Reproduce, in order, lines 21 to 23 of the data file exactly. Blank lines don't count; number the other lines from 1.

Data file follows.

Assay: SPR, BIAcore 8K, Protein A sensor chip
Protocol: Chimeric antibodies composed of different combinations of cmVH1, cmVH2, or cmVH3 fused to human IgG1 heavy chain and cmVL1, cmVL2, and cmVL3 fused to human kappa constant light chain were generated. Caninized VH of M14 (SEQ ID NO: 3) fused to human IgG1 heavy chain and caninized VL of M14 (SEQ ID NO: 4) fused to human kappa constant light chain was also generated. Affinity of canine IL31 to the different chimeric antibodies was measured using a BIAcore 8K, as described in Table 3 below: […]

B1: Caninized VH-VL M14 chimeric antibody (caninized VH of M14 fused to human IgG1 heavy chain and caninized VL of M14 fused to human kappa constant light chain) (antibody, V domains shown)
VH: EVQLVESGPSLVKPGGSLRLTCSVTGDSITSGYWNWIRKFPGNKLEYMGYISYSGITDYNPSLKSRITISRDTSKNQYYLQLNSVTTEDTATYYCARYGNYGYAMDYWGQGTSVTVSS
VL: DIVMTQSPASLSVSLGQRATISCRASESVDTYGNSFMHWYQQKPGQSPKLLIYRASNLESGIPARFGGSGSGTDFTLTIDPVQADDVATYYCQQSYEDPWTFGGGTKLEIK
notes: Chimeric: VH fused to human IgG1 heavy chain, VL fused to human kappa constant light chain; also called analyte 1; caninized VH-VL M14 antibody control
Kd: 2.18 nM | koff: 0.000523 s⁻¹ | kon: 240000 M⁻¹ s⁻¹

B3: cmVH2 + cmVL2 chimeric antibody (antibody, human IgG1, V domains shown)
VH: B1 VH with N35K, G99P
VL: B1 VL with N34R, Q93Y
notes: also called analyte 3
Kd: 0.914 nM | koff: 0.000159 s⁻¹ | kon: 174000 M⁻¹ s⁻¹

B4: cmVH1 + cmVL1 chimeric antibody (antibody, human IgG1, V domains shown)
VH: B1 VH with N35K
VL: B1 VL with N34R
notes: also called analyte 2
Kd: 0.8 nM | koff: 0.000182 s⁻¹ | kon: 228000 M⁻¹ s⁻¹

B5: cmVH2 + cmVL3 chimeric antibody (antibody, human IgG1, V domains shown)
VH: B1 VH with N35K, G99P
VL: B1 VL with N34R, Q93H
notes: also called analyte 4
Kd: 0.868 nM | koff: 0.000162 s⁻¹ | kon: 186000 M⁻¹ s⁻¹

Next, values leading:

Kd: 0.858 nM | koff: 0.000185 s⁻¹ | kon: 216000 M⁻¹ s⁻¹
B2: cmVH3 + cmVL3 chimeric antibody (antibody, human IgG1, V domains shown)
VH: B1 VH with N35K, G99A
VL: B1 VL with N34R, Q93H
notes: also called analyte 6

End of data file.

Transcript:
notes: also called analyte 4
Kd: 0.868 nM | koff: 0.000162 s⁻¹ | kon: 186000 M⁻¹ s⁻¹

Next, values leading: